WAR veterans now want government to establish a bank for them and build a specialised hospital to exclusively treat the over 25 000 remaining former liberation war fighters.
The issue was revealed in Parliament by Defence and War Veterans Ministry secretary Mark Marongwe when he appeared before the parliamentary portfolio committee on defence to speak on the 2020 budget last week.
Marongwe’s submission came hard on the heels of a recommendation by the committee that war veterans must be exempted from paying tollgate and parking fees.
“Women have their own bank, which was established for them, but if you look at the war heroes that fought in the liberation struggle they are not well funded in terms of self-help projects and there is need for financing to be availed so that there can be a war veterans bank where they can borrow money for self-help projects,” Marongwe said.
“Even 39 years after independence our remaining liberation fighters are still suffering from different effects of the war and just like in other countries like the United States of America there is need for a specialised hospital to cater for our war veterans, and the hospital can raise money through charging fees to non-veteran clients.”
Marongwe’s suggestions were supported by the parliamentary committee whose report also recommended that the former fighters be given more land and be exempted from taxes.
The committee’s chairperson Levi Mayihlome from Zanu PF said the government should adopt a policy to ensure that once land has been allocated to war veterans, it must not be repossessed.
“The government should establish a war veterans bank which allows members to access loans at low interest rates,” he said.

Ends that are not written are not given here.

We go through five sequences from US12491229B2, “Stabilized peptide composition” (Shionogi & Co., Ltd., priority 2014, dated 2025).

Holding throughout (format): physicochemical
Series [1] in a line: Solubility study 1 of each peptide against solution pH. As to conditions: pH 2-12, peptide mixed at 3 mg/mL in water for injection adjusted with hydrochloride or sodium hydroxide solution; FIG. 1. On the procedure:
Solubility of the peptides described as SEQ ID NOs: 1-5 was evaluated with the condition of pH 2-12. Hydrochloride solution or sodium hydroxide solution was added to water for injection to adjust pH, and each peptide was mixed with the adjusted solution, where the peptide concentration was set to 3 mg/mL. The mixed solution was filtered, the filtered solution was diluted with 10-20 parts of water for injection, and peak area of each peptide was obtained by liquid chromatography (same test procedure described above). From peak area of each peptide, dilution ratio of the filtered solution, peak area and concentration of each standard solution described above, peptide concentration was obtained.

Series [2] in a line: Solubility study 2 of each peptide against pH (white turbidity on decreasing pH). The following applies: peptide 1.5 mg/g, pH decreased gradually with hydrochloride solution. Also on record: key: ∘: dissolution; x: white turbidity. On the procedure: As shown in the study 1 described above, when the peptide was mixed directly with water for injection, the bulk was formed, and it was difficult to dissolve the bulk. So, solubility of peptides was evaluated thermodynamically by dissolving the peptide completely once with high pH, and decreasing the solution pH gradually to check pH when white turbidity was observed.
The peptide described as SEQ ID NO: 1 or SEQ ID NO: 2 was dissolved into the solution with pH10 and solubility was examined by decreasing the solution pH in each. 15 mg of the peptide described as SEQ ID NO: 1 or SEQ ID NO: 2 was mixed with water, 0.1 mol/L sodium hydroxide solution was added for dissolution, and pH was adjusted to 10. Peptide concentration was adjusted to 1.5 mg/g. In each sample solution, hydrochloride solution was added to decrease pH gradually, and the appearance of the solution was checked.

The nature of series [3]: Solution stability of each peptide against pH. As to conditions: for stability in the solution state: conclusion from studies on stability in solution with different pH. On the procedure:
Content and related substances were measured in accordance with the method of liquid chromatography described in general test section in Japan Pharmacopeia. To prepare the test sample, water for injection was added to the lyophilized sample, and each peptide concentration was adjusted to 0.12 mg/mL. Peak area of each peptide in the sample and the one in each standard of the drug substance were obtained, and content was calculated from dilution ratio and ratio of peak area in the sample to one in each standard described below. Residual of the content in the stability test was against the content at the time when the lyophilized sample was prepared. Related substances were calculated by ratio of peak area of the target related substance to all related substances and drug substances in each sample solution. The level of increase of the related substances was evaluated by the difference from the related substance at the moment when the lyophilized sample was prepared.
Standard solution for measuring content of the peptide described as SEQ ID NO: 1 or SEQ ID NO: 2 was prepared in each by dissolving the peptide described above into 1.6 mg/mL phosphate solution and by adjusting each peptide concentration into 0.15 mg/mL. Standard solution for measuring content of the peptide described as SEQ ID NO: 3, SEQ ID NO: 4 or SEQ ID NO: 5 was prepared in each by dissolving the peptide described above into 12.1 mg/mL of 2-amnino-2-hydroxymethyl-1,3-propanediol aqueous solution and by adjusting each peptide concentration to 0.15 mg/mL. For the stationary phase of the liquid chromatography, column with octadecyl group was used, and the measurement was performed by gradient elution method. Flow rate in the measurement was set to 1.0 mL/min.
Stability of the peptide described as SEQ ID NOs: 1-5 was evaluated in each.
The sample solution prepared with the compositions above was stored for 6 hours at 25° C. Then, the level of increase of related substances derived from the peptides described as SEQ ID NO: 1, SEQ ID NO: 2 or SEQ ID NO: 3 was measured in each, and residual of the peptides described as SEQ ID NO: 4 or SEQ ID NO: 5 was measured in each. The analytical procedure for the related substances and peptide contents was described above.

“Beginning year 2020, government should also exempt war veterans from the following taxes; land, vehicles, industrial machinery, agricultural equipment levies, tollgates and parking fees.
“Widows and surviving children of war veterans must not be dispossessed of agricultural land.
“The Ministry of Defence and War Veterans should allow grass roots war veterans to elect their representatives to the board.
“The government should establish vocational training centres, which offer practical short courses in welding, plumbing, pig farming and poultry to be introduced at the beginning of year 2020.”
The committee report also said that war veterans were being ignored during government events.
“The committee recommends that the Ministry of Defence and War Veterans should craft a policy that recognises war veterans, duly awarding them with liberation war medals, with uniforms and special sitting arrangements at all events that relate to the liberation of Zimbabwe,” the committee added.
“It is also recommended that government should declare all veterans of the liberation struggle national heroes upon death with equal benefits despite that one is buried at the national shrine, provincial shrine or his home area.”
In 1997 former president Robert Mugabe was forced to pay the former fighters huge but unbudgeted payouts after they started protesting against his government.
War veterans now get monthly pensions and were also given priority during the land redistribution programme that started in the year 2000.
— The Standard